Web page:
24. ... Thus anlaysed, we are of the convinced opinion that the High Court has crossed the boundaries of the controversy that was before it. The courts are required to exercise the power of judicial review regard being had to the controversy before it. There may be a laudable object in the mind but it must flow from the facts before it or there has to be a specific litigation before it. Additionally, the High Court should have reminded itself that it cannot enter into the domain where amendment to legislations and other regulations are necessary. We are absolutely conscious that it is the duty of the State Government to discharge its obligations in the matters relating to law and order and remain alert to the issues that emerge. It has a duty also to see that the investigations are speedily completed in an appropriate manner. If there is a failure of law and order situation, the executive is to be blamed. In the maintenance of law and order situation the judicial officers are not to be involved. But the executive has to remain absolutely alive to its duties and we are sure, the State Government shall look into the aspects and endeavour to see that appropriate steps are taken to maintain the law and order situation.
25. A few words by way of clarification. Though we have not appreciated the opinion expressed and the directions issued by the High Court as the opinions are general in nature and directions fall in the legislative domain and some of them are beyond the scope of the litigation, yet we have observed certain aspects in the preceding paragraph. Our observations made hereinabove are words of caution for the State and we are sure that the State shall remain alive to its obligations."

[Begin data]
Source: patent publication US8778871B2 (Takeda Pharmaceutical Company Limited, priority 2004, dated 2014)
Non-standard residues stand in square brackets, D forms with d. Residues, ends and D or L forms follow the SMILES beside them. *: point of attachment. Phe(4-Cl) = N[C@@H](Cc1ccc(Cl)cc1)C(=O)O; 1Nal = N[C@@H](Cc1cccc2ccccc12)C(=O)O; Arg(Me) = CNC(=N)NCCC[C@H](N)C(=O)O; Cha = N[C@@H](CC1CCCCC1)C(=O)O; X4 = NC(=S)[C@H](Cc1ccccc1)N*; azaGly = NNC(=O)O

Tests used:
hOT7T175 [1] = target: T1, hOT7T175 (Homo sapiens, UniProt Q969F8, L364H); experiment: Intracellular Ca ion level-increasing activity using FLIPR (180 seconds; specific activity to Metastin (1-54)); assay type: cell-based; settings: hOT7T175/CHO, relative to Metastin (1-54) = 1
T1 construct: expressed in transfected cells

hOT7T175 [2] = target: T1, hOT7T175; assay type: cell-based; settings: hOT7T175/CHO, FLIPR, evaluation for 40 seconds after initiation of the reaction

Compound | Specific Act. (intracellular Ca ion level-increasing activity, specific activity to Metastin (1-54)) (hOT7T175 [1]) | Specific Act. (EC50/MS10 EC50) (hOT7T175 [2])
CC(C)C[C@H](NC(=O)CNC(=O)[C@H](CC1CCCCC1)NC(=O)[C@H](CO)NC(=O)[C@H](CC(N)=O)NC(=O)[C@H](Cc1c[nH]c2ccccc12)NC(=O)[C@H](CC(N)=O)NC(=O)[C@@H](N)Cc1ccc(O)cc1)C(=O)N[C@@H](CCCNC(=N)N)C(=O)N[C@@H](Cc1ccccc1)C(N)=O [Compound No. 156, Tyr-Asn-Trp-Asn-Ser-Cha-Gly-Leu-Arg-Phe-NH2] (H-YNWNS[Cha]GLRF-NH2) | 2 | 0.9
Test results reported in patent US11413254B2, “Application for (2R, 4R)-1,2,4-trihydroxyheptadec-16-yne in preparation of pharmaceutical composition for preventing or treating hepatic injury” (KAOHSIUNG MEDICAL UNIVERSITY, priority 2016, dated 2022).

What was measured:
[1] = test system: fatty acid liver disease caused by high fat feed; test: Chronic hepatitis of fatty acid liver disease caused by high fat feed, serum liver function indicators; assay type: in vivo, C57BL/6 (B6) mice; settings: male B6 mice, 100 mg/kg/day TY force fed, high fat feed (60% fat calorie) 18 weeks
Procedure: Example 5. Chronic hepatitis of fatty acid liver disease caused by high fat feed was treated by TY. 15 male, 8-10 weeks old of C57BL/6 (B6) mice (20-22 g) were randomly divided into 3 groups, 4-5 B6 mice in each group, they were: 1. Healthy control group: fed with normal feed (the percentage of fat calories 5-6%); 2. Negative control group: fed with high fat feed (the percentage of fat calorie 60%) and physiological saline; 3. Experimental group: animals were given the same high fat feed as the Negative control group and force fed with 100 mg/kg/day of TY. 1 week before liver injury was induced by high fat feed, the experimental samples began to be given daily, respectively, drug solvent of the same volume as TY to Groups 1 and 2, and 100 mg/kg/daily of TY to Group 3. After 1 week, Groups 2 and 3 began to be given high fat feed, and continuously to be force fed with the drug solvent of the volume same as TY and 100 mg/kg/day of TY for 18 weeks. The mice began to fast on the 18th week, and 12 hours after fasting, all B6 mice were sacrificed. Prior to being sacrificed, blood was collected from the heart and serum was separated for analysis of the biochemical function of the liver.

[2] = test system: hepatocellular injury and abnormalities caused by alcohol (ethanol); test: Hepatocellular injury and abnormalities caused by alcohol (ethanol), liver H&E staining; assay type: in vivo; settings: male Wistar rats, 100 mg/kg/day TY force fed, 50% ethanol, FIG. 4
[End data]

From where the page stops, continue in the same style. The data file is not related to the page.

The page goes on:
However, before concluding on the subject, we feel that it is pertinent to point out the background in which the High Court felt compelled to issue the 'directions' as the Supreme Court opines them to be. The High Court was dealing with a case related to forgery being committed by some to obtain excise licences for sale of liquor in the State. Considering the material before it the High Court opined that even though investigation was carried out by the police officers, it was wanting in many respects. The High Court had sought an explanation from senior police functionaries who admitted to the lapse but attributed it to the fact that the investigation officers "remained busy carrying on other duties which resulted in getting less time for investigation purposes". As a fact it was pointed out that "in Allahabad district about 250 officers were conducting investigation for more than 11000 offences registered". The High Court opined that these aspects reflect "a very sorry state of affairs of maintenance of law and order in the State and paints a grim picture in which State is functioning, ignoring one of the most important aspects of administration, i.e., public safety, security and maintenance of law and order" and accordingly proceeded certain directions as in its view "time has come where State should be asked to show its real sincerity required in the field not only for effective registration of cognizable offences but also proper and well studied investigation and effective prosecution to ensure appropriate punishment to guilty persons."